The Bloody Road to Catania

A History of XIII Corps in Sicily, 1943

B.S. Barnes

This study opens with an operation of deception on the part of the Allies, the dead body of a British man is given a false identity, dressed in the uniform of a Royal Marines major that is carrying false documents. It was intended to persuade the Axis Forces that the next assault by the Allies would not take place in Sicily.
Date Published :
September 2021
Publisher :
Helion and Company
Illustration :
40 b/w photos, 4 b/w maps
Format Available    QuantityPrice
Binding. : Paperback
ISBN : 9781914059933
Pages : 244
Dimensions : 9 X 6 inches
Stock Status : Not Yet Published. Available for Pre-Order
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$32.95

Overview
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The Bloody Road to Catania commences with the landings by XIII Corps on 10 July 1943 (Operation Husky) between Avola and Cassibile. The inland advance occurred along the eastern coastal road on the invasion's right flank. The countryside consisted of winding narrow roads flanked by high hills. this terrain favored the defense and skillful German forces took full advantage of it. Road bridges were held to the last man. These focal points were essential to Montgomery's plan of attack. To reinforce the hard-pressed Herman Goering Division, troops of 1st Fallschirmjaeger Division were air dropped into Sicily on 13th July. These were tough paratroopers who had served in Russia and their inclusion into the German order of battle was a great boost to the defenders. The same night the Fallschirmjaegers were dropped into Sicily, the British 1st Parachute Brigade was dropped on to the same landing zone as that of their enemy equivalents. Paratroopers of both sides fought it out near a bridge called Primosole, which eventually fell to the British in the face of furious counter-attacks by the Herman Goering Division. The 50th Northumbrian Division had great difficulty in fighting its way forward and, despite earlier gains,  the beleaguered British paras abandoned the key bridge after sustaining enormous casualties.

The 50th Division's supporting armor arrived at Primosole and, at the sight of the approaching tanks, the Germans withdrew to the northern bank. The advancing XIII Corps, having fought their way forward in terrific heat and dust, were in no fit state to mount an attack, but Montgomery would not let them rest as the vital Primosole junction was holding up the Eighth Army advance. The 151st (Durham) Brigade attacked the next day and were cut down like corn before the scythe by German paras. For three days the south bank vineyards echoed to the sounds of battle as Durhams and Germans engaged in fierce close quarter fighting. Once over the Bridge Montgomery wanted XIII Corps to press on to Catania airfield. Numerous attacks were launched, but all ended in disaster and stalemate on the Catania Plain.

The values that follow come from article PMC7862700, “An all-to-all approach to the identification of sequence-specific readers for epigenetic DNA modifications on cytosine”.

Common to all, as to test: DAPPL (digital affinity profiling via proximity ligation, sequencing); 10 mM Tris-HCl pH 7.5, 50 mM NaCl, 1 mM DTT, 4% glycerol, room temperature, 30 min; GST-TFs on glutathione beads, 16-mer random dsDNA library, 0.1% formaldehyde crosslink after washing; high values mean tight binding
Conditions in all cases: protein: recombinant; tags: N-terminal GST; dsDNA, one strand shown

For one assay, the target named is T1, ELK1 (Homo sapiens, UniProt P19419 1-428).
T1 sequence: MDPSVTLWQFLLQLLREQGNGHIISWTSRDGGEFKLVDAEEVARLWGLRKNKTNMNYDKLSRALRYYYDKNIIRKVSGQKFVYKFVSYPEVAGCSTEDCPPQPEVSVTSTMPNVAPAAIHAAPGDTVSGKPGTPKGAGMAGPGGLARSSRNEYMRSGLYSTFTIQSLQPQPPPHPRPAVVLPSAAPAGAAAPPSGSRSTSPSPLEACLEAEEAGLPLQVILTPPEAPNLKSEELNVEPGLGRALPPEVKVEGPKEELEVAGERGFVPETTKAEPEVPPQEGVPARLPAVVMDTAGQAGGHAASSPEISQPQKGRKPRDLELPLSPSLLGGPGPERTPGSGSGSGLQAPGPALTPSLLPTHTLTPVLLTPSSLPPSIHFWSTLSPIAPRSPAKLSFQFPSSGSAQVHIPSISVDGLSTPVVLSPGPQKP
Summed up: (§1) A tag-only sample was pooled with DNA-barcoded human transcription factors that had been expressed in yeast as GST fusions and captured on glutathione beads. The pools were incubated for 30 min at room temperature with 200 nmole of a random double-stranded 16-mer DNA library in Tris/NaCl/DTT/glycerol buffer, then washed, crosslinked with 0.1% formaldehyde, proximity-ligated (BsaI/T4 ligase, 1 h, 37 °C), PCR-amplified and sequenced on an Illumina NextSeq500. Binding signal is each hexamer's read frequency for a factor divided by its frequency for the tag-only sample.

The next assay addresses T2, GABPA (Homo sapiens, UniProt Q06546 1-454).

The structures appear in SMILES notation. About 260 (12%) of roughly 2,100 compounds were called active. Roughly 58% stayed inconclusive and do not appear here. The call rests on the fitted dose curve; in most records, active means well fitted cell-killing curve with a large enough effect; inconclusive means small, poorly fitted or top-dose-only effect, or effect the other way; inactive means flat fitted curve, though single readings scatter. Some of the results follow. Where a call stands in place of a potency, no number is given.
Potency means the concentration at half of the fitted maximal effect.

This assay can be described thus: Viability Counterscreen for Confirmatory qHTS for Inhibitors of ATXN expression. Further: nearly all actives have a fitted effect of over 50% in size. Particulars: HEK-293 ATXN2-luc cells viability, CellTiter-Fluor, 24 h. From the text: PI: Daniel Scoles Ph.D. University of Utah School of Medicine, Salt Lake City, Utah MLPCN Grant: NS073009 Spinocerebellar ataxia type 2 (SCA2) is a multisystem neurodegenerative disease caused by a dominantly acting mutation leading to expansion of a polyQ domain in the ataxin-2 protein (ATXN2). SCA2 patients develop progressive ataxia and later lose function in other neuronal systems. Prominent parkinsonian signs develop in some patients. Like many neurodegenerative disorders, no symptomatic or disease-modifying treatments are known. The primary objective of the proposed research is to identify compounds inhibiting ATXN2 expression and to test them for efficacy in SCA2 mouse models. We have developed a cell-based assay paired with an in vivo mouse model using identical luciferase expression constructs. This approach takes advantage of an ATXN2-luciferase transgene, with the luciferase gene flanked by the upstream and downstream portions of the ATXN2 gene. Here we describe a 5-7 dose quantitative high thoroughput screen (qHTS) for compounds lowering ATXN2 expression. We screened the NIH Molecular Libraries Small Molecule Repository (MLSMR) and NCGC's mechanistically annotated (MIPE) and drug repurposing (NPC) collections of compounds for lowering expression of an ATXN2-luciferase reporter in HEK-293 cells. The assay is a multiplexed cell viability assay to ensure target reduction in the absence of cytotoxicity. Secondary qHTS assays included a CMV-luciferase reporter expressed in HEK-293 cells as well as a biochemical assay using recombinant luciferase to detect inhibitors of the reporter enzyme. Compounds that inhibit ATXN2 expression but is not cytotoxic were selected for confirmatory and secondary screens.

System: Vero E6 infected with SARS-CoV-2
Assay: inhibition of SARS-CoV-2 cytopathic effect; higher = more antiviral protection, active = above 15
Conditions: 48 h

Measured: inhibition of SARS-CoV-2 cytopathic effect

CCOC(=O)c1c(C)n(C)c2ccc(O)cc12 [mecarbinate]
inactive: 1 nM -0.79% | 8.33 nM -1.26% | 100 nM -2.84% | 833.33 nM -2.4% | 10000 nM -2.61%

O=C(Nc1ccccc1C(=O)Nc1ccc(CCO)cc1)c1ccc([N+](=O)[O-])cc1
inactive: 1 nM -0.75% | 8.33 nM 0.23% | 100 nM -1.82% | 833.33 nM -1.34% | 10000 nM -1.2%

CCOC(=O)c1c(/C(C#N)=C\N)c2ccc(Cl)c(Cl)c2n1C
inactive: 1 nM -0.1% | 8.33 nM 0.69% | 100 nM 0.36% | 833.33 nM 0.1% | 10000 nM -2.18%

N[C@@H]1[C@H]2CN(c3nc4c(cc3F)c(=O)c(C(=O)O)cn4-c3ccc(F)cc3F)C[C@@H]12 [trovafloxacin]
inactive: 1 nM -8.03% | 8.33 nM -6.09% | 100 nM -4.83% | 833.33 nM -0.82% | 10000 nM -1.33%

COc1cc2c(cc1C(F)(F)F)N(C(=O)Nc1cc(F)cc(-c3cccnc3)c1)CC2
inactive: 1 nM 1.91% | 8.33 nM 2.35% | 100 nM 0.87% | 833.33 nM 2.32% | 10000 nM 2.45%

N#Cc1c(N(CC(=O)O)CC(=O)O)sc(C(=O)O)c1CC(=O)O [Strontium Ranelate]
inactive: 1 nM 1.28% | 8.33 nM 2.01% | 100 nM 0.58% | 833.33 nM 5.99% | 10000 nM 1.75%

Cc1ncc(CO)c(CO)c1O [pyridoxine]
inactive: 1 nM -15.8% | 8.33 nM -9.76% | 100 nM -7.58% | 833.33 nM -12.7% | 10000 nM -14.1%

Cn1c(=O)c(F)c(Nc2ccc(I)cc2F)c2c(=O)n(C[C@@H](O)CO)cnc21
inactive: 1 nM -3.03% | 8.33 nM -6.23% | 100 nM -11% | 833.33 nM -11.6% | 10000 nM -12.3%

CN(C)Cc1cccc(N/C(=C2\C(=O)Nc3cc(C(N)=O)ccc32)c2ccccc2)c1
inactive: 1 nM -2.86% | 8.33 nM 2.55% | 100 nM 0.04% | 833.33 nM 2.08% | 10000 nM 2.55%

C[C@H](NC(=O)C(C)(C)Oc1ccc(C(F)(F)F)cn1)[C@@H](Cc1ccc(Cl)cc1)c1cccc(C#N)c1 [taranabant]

Montgomery then launched XXX Corps in a left hook around Mount Etna This resulted in numerous other costly actions until they too came to a halt. By now the Germans were preparing to withdraw towards Messina. As they did so, weary British units pressed forward. Withdrawing in stages, the Germans fought delaying actions wherever possible. By early August, the Germans began 'Operation Lehrgang', a plan to evacuate all German forces across the Strait of Messina to the Italian mainland. The retirement was conducted with cool efficiency and precision, Allied naval and air forces  offering no effective response. Justifiably termed  'A glorious retreat' by the Germans, for the Allies the invasion of Sicily was a bitter victory that would return to haunt them. Thus, thousands of battle-hardened German troops and war material would be redeployed to face the Allies at Cassino, Anzio and Salerno.

About The Author
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Barrie S Barnes, BA/Hons, M/Phil, was born in the city of Hull and now resides in Market Weighton, East Yorkshire. In his early life he worked in a number of varied occupations for 18 years and eventually joined the teaching profession, where he worked for 26 years, retiring in 2007. This is his tenth book, his first ‘This Righteous War’ coming out in 1990 and his ninth, ‘Chaos in the Sand’ came out in 2017. He continues to work on other manuscripts relating to British military history and is a tireless researcher as he records the experiences of the men and women who served in the World Wars. Barrie spent the 80s and 90s recording thousands of interviews with veterans and collecting manuscripts and images of the time. All of this information he weaves into a stunning narrative that gives us an insight into how the war affected ordinary people, from the boredom of basic training to the horror of the most terrible battles in human history, and how men survived the horrors of the battle-field as they watched their friends fall one by one, month after month, year after year. He has made it his task to make sure these memories are not forgotten by future generations and that their sacrifices shall not have been in vain.

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